Simplicity in Worship

I heard Edward McManus make a statement a few years ago that has stuck with me ever since. He was answering the question, "why don't we have a dance ministry anymore?". His response was "because we don't have any dancers". His response was so simple and at the same time alarmingly profound. Why should something that makes so much sense be so profound to us as a church? I believe it's because we tend to skip an important step when we're in the planning stages of our services, events, leadership structure, mission, vision, etc -> we forget to ask ourselves who we are. Maybe it's because its easier to look around, pick the top five churches in our opinion, and pull our definition of "church" from what we see. Churches have dance ministries. Churches have dramas. Churches have young hip worship leaders and guys with thick black rimmed glasses (refer to church worship video floating around). Formulating our idea of what we should be this way is not only lazy, but it creates an impossible task which we then spend the rest of our time and energy and focus as a church trying to accomplish -> becoming someone we're not.

And if we look around we might realize that the rest of the world has caught on to this. The Church does not have a reputation for creativity and innovation. While there are pockets within the Church that display this, the whole still comes across as behind the times, a copy of things that happened 10 or 20 years ago. "If you like U2 then you will kind of like so-and-so- Christian-band." "If you like your homosexual hair dresser then you might want to try my straight Christian hair dresser." But a copy of something else is never remarkable. It's not innovative. While some Christians may love their safe Christian alternatives, the rest of the world just shrugs and then listens to U2 and goes to their excellent hairdresser. And I don't blame them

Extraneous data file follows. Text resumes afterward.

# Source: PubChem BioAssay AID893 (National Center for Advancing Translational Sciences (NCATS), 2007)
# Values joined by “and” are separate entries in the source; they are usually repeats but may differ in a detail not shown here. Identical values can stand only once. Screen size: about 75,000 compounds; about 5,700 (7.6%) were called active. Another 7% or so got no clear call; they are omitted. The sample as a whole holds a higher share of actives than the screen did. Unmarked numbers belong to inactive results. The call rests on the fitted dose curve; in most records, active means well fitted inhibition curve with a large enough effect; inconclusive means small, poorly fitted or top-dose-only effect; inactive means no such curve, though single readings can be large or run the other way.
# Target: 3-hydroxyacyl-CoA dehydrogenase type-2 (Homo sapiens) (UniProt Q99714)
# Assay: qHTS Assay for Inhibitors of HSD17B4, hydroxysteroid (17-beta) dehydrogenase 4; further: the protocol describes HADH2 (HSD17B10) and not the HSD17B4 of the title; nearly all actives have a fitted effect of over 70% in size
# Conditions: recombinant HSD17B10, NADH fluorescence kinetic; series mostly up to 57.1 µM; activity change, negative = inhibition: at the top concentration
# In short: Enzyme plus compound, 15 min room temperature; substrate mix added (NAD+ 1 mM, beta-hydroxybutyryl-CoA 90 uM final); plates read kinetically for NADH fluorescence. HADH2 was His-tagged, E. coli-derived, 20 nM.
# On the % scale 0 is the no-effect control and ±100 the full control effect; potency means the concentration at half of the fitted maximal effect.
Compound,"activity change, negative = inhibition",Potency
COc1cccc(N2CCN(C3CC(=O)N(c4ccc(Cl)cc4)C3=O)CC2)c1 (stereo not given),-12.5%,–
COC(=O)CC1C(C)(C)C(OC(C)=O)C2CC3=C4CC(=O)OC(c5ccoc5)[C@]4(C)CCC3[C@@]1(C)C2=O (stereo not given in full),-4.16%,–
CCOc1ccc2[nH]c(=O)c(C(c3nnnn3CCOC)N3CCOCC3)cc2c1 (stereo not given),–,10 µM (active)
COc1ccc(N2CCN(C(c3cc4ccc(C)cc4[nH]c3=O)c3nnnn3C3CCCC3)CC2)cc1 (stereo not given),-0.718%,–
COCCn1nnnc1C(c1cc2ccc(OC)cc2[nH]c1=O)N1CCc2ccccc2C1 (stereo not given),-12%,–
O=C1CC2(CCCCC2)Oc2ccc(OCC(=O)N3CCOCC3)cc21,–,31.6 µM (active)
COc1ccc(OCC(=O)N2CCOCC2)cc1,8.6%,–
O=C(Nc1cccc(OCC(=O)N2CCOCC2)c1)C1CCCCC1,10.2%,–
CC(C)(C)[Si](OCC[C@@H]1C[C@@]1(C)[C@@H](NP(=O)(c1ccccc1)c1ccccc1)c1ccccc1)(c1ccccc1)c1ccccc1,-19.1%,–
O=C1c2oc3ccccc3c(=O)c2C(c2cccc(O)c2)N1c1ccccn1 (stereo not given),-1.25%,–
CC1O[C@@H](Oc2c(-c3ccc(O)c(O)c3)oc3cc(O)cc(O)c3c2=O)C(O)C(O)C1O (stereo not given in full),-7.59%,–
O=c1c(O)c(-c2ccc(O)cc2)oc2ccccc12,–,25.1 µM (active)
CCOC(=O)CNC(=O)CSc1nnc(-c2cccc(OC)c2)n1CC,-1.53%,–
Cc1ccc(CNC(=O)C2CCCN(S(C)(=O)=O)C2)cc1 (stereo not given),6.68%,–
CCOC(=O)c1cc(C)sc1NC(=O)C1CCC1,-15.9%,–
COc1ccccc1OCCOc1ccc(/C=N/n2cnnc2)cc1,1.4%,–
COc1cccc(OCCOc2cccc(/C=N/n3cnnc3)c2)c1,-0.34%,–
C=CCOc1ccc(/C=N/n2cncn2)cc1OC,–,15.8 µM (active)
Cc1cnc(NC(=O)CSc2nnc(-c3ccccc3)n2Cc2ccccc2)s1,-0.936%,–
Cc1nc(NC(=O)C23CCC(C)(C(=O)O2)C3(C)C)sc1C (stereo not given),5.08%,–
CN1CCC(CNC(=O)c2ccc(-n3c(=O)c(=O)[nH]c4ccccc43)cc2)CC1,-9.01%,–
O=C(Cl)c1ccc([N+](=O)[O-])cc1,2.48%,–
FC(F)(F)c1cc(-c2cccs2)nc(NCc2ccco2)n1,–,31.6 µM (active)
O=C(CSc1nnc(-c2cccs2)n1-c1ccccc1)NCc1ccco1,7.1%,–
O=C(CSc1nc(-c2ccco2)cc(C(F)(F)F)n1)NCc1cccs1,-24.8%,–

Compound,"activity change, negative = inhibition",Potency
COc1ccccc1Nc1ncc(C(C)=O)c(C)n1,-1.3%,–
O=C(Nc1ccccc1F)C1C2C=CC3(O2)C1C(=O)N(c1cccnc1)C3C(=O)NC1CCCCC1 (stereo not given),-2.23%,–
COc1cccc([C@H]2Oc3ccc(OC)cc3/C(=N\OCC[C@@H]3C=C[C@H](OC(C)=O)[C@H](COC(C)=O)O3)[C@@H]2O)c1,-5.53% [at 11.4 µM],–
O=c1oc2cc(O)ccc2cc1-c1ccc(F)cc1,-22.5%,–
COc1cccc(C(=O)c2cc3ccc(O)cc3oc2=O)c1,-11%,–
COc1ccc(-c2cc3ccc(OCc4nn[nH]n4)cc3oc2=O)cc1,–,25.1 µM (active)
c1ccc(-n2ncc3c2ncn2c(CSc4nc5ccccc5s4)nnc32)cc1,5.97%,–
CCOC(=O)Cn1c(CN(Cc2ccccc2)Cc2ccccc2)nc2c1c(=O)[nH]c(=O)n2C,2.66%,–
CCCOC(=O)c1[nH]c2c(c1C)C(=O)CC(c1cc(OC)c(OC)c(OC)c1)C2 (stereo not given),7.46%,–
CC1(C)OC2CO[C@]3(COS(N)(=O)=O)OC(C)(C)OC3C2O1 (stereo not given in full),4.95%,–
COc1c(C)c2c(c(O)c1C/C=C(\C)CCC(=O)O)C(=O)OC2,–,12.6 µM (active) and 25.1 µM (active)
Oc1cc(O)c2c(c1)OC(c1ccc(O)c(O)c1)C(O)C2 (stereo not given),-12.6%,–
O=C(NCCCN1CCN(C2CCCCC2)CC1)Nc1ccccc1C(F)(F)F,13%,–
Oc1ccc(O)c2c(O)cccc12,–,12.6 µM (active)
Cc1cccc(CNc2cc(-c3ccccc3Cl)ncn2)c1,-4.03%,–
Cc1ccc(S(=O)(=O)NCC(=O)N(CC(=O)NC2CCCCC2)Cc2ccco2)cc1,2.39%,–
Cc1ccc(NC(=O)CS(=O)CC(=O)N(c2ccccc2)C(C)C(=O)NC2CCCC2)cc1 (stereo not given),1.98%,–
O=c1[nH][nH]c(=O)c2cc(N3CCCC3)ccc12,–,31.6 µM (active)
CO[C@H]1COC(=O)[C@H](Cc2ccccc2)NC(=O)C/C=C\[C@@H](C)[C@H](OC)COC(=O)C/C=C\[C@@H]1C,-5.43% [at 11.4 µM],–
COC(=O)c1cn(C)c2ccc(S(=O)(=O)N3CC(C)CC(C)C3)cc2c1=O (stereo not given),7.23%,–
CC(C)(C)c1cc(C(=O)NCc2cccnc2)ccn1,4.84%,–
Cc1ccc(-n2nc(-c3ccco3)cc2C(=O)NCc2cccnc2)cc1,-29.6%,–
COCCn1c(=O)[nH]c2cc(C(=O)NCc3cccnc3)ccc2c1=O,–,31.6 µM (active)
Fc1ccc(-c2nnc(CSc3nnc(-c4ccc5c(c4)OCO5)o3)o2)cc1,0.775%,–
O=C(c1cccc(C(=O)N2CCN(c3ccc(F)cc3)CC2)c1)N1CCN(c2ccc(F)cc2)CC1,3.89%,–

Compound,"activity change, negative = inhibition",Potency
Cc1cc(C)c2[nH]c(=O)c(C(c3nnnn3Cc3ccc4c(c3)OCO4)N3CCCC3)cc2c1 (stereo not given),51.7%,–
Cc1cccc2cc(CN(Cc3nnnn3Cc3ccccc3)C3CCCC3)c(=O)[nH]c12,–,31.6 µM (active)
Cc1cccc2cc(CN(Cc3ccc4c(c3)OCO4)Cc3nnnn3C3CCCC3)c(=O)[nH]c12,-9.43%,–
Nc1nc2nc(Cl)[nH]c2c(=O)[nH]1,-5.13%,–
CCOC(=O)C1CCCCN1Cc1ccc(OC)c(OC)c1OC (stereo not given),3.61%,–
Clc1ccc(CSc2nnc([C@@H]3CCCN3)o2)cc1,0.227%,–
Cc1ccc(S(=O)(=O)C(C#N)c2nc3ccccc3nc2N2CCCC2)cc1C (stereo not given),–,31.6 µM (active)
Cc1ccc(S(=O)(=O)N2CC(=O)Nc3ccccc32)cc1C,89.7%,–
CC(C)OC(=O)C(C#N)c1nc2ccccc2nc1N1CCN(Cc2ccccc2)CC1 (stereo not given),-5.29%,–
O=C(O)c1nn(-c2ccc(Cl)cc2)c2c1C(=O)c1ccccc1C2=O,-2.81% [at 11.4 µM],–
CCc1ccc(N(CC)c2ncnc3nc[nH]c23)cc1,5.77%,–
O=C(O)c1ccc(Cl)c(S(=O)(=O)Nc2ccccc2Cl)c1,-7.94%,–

We've made it complex. We're stressed and overwhelmed because our one good musician moved out of town - but the show must go on. Churches have music and we're not a church if we don't have music. So we throw some poor soul on stage who has no business holding a microphone let alone singing into one and appoint them the new worship leader. "Failure" is not an option... But we failed a long time ago by skipping possibly the most vital step in the life of any Church or of any individual. We forgot to ask ourselves who we are.

What would happen if we stopped everything today and returned to this question? What if we let what we do (and don't do!) flow out of that, with no regard for what we've seen other church communities or bands or speakers or companies do? Right now, from my perspective, the American Church is about 10 churches doing somewhat unique yet eerily familiar things and then hundreds of thousands of other churches emulating those 10 churches. We're frustrated and overwhelmed. We're hiring more and more staff who we hope and pray can "take us to the next level" (read: "get us closer to replicating one of these 10 churches"). But there's a tiny part of us screaming out to let us be who God made us to be. My hope is that the Church eventually hears and responds to this voice. That we drop our presuppositions about what church should look like and we look around us at the individual artists, teachers, doctors, moms, dads, and pizza delivery guys that make us up. That we put their hands on the steering wheel and help them take this thing to the place only they can take it.

It's so simple and at the same time so alarmingly profound.

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